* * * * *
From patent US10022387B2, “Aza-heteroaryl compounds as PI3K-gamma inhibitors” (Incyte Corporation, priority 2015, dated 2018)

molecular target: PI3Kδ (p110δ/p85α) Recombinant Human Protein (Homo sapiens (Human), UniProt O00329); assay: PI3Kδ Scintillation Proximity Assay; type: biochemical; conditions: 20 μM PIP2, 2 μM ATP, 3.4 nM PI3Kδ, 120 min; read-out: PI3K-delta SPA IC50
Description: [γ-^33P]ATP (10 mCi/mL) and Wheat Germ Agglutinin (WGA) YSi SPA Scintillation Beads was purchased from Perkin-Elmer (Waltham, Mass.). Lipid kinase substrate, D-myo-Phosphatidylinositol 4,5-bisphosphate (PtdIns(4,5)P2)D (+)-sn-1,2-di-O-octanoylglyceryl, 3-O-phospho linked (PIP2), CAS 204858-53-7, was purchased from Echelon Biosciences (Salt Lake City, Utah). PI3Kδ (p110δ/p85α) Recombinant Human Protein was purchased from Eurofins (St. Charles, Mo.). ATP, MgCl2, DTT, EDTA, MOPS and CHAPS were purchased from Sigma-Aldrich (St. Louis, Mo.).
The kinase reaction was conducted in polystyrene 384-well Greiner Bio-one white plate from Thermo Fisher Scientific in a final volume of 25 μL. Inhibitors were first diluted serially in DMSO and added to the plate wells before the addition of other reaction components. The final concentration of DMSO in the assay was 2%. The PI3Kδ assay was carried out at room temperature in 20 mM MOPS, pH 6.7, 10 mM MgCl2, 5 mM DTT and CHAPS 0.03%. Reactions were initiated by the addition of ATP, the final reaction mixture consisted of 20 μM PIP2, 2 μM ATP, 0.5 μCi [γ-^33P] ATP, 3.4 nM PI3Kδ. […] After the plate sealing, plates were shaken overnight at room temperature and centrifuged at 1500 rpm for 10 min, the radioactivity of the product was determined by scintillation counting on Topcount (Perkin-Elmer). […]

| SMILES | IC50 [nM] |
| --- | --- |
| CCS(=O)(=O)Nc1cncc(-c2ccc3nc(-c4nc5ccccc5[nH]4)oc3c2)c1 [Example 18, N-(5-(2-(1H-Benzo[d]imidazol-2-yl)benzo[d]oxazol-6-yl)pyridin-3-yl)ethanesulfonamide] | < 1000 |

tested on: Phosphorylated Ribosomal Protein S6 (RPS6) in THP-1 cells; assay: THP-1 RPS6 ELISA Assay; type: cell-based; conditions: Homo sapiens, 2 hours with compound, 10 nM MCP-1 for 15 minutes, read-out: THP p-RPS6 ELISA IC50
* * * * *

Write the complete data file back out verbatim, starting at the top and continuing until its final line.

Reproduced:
From patent US10022387B2, “Aza-heteroaryl compounds as PI3K-gamma inhibitors” (Incyte Corporation, priority 2015, dated 2018)

molecular target: PI3Kδ (p110δ/p85α) Recombinant Human Protein (Homo sapiens (Human), UniProt O00329); assay: PI3Kδ Scintillation Proximity Assay; type: biochemical; conditions: 20 μM PIP2, 2 μM ATP, 3.4 nM PI3Kδ, 120 min; read-out: PI3K-delta SPA IC50
Description: [γ-^33P]ATP (10 mCi/mL) and Wheat Germ Agglutinin (WGA) YSi SPA Scintillation Beads was purchased from Perkin-Elmer (Waltham, Mass.). Lipid kinase substrate, D-myo-Phosphatidylinositol 4,5-bisphosphate (PtdIns(4,5)P2)D (+)-sn-1,2-di-O-octanoylglyceryl, 3-O-phospho linked (PIP2), CAS 204858-53-7, was purchased from Echelon Biosciences (Salt Lake City, Utah). PI3Kδ (p110δ/p85α) Recombinant Human Protein was purchased from Eurofins (St. Charles, Mo.). ATP, MgCl2, DTT, EDTA, MOPS and CHAPS were purchased from Sigma-Aldrich (St. Louis, Mo.).
The kinase reaction was conducted in polystyrene 384-well Greiner Bio-one white plate from Thermo Fisher Scientific in a final volume of 25 μL. Inhibitors were first diluted serially in DMSO and added to the plate wells before the addition of other reaction components. The final concentration of DMSO in the assay was 2%. The PI3Kδ assay was carried out at room temperature in 20 mM MOPS, pH 6.7, 10 mM MgCl2, 5 mM DTT and CHAPS 0.03%. Reactions were initiated by the addition of ATP, the final reaction mixture consisted of 20 μM PIP2, 2 μM ATP, 0.5 μCi [γ-^33P] ATP, 3.4 nM PI3Kδ. […] After the plate sealing, plates were shaken overnight at room temperature and centrifuged at 1500 rpm for 10 min, the radioactivity of the product was determined by scintillation counting on Topcount (Perkin-Elmer). […]

| SMILES | IC50 [nM] |
| --- | --- |
| CCS(=O)(=O)Nc1cncc(-c2ccc3nc(-c4nc5ccccc5[nH]4)oc3c2)c1 [Example 18, N-(5-(2-(1H-Benzo[d]imidazol-2-yl)benzo[d]oxazol-6-yl)pyridin-3-yl)ethanesulfonamide] | < 1000 |

tested on: Phosphorylated Ribosomal Protein S6 (RPS6) in THP-1 cells; assay: THP-1 RPS6 ELISA Assay; type: cell-based; conditions: Homo sapiens, 2 hours with compound, 10 nM MCP-1 for 15 minutes, read-out: THP p-RPS6 ELISA IC50